$97 Million In Fraud: 2012's Top 10 Workers' Compensation Fraud Cases

Over the past few years, many states have aggressively gone after workers’ compensation fraud (whether it’s the employee or the employer) and the amount of employer fraud being discovered continues to be staggering, notwithstanding these efforts.

Legitimate business owners that pay for workers’ compensation, as required by law, are at a competitive disadvantage with those who cheat the system, and when people suffer a workplace disability and have no insurance local businesses that provide goods and services feel the pain along with health care providers who cannot get properly paid for their services. The cost of medical care and disability ends up being shifted to the taxpayer through Social Security, Medicare and Medicaid, and in states where compliance is not vigorously enforced a culture of cheating continues. The top ten cases for 2012 are listed below.

 

2012 TOP TEN WORKERS’ COMPENSATION FRAUD CASES
Total Fraud: $97,466,500.00

1. ‘Operation Dirty Money,’ Stings Workers’ Comp Fraud Check Cashing Scheme

Florida: July 27, 2012

CFO Jeff Atwater and Broward Sheriff Al Lamberti announced multiple arrests in Operation Dirty Money.

Multiple arrests were announced in Florida’s joint task force’s ‘Operation Dirty Money,’ which led to the arrest of alleged ringleader Hugo Rodriguez, owner of the Oto Group, Inc., and seven other individuals. Mr. Rodriguez was the facilitator of 10 known shell companies that funneled in excess of $70 million in undeclared and undetected payroll through different money service businesses.

By using shell companies, Rodriguez was able to run a large construction operation and avoid paying the cost of workers’ compensation coverage, leaving employees at risk and scamming legitimate businesses.

 

2. Firms Face Charges for Skipping Workers’ Comp Payments

Ohio: May 13, 2012

Thousands of Ohio companies violated state law by not paying their most recent workers’ compensation premium, which can drive up insurance costs for businesses that follow the rules, a Dayton Daily News analysis found.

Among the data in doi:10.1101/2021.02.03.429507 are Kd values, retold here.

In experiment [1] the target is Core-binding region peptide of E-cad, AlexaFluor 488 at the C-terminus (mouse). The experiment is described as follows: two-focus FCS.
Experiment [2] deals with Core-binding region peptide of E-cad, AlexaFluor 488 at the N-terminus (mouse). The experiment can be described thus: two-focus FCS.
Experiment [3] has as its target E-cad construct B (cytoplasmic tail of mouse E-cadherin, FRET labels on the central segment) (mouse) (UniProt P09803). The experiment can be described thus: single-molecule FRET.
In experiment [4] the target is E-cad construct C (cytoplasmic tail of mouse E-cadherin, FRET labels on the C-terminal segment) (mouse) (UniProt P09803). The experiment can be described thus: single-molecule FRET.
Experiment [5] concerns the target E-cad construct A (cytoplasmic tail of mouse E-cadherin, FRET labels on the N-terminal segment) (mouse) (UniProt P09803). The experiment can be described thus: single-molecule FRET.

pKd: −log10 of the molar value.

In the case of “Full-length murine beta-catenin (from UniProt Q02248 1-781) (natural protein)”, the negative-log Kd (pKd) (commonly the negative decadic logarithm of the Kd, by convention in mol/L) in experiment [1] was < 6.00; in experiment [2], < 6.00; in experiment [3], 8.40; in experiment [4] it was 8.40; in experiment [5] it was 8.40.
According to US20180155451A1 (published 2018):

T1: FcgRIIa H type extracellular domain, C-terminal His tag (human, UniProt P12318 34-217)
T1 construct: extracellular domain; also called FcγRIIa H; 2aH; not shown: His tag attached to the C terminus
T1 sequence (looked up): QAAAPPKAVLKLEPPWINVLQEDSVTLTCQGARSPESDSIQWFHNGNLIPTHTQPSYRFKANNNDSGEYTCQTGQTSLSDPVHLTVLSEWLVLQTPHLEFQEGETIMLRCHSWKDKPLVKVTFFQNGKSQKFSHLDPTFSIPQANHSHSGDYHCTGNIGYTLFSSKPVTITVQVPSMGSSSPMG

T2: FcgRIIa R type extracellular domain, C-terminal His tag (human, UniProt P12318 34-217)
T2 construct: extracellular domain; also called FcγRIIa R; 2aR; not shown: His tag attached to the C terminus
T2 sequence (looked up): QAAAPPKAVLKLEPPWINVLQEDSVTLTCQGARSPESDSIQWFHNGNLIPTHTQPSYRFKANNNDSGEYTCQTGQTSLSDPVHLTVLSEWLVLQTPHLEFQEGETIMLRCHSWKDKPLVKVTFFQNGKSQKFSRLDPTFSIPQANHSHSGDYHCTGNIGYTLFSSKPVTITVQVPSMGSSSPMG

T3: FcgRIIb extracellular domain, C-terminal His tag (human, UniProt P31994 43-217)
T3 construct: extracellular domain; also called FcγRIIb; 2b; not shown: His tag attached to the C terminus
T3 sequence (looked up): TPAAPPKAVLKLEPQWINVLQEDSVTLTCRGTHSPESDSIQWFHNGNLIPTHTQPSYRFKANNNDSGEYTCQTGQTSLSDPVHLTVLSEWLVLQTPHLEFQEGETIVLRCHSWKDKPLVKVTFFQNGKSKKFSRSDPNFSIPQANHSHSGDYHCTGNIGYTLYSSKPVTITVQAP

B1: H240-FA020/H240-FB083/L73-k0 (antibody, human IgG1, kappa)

The bureau identified about 41,247 private employers in the state that failed to report their payroll data and submit premium payments by the deadline. As of May, more than 12,200 accounts remain outstanding, and those companies owe an estimated $5.6 million in premiums.

 

3. Case Proves Employee Leasing too Good to be True

Texas: July 10, 2012

$4,466,500.00 was awarded in a Texas court against a staffing agency and its workers’ compensation insurance company. Jackson Brothers Hot Oil Service hired Business Staffing, Inc., (BSI) in 1999 and required BSI to have workers’ compensation insurance for its leased employees. BSI had 150 client companies with 2,000 employees.

BSI bought a policy from Transglobal Indemnity for a total premium of $4,100.00 to cover all its employees. After failing to pay the medical bills of a 27-year-old oil field worker who was in an explosion and had 18 surgeries, the employee and Jackson Brothers sued BSI and Transglobal for fraud. Neither Transglobal (who had its corporate headquarters in the Turks and Caicos Islands) nor BSI had a license to conduct insurance business in Texas.

4. Business Owner Faces Insurance-fraud Charges

California: May 2, 2012

George Osumi was indicted on numerous felony counts.

Construction business owner George Osumi of Irvine, California was indicted on numerous felony counts of misrepresenting facts to the State Compensation Insurance Fund, among other charges.

From December 2001 to March of 2006, Mr. Osumi committed workers’ compensation premium fraud by reporting his payroll to SCIF at just over $1 million, under-reporting over $3.5 million in payroll. This fraud resulted in a loss of over $814,000.00 in premium owed to the insurance fund.